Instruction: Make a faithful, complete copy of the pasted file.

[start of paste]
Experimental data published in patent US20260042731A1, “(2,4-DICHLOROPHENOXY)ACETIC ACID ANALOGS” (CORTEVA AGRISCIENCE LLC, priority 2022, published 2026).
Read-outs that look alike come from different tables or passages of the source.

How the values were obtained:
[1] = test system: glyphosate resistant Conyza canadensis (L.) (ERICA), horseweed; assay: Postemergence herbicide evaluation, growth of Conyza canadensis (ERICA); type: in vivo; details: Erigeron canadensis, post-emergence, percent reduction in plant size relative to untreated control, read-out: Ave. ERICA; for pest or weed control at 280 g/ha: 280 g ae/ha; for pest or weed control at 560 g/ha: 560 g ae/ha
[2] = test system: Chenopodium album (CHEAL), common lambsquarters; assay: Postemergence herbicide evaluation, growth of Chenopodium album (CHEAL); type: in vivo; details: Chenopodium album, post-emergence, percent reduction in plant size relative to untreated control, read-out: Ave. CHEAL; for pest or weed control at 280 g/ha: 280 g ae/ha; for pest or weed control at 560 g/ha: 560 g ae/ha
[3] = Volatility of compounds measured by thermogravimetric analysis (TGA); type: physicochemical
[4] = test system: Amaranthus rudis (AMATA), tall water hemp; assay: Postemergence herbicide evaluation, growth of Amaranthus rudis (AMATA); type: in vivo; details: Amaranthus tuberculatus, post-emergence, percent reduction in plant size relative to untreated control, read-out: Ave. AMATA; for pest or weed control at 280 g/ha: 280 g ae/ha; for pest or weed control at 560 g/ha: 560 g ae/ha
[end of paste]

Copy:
Experimental data published in patent US20260042731A1, “(2,4-DICHLOROPHENOXY)ACETIC ACID ANALOGS” (CORTEVA AGRISCIENCE LLC, priority 2022, published 2026).
Read-outs that look alike come from different tables or passages of the source.

How the values were obtained:
[1] = test system: glyphosate resistant Conyza canadensis (L.) (ERICA), horseweed; assay: Postemergence herbicide evaluation, growth of Conyza canadensis (ERICA); type: in vivo; details: Erigeron canadensis, post-emergence, percent reduction in plant size relative to untreated control, read-out: Ave. ERICA; for pest or weed control at 280 g/ha: 280 g ae/ha; for pest or weed control at 560 g/ha: 560 g ae/ha
[2] = test system: Chenopodium album (CHEAL), common lambsquarters; assay: Postemergence herbicide evaluation, growth of Chenopodium album (CHEAL); type: in vivo; details: Chenopodium album, post-emergence, percent reduction in plant size relative to untreated control, read-out: Ave. CHEAL; for pest or weed control at 280 g/ha: 280 g ae/ha; for pest or weed control at 560 g/ha: 560 g ae/ha
[3] = Volatility of compounds measured by thermogravimetric analysis (TGA); type: physicochemical
[4] = test system: Amaranthus rudis (AMATA), tall water hemp; assay: Postemergence herbicide evaluation, growth of Amaranthus rudis (AMATA); type: in vivo; details: Amaranthus tuberculatus, post-emergence, percent reduction in plant size relative to untreated control, read-out: Ave. AMATA; for pest or weed control at 280 g/ha: 280 g ae/ha; for pest or weed control at 560 g/ha: 560 g ae/ha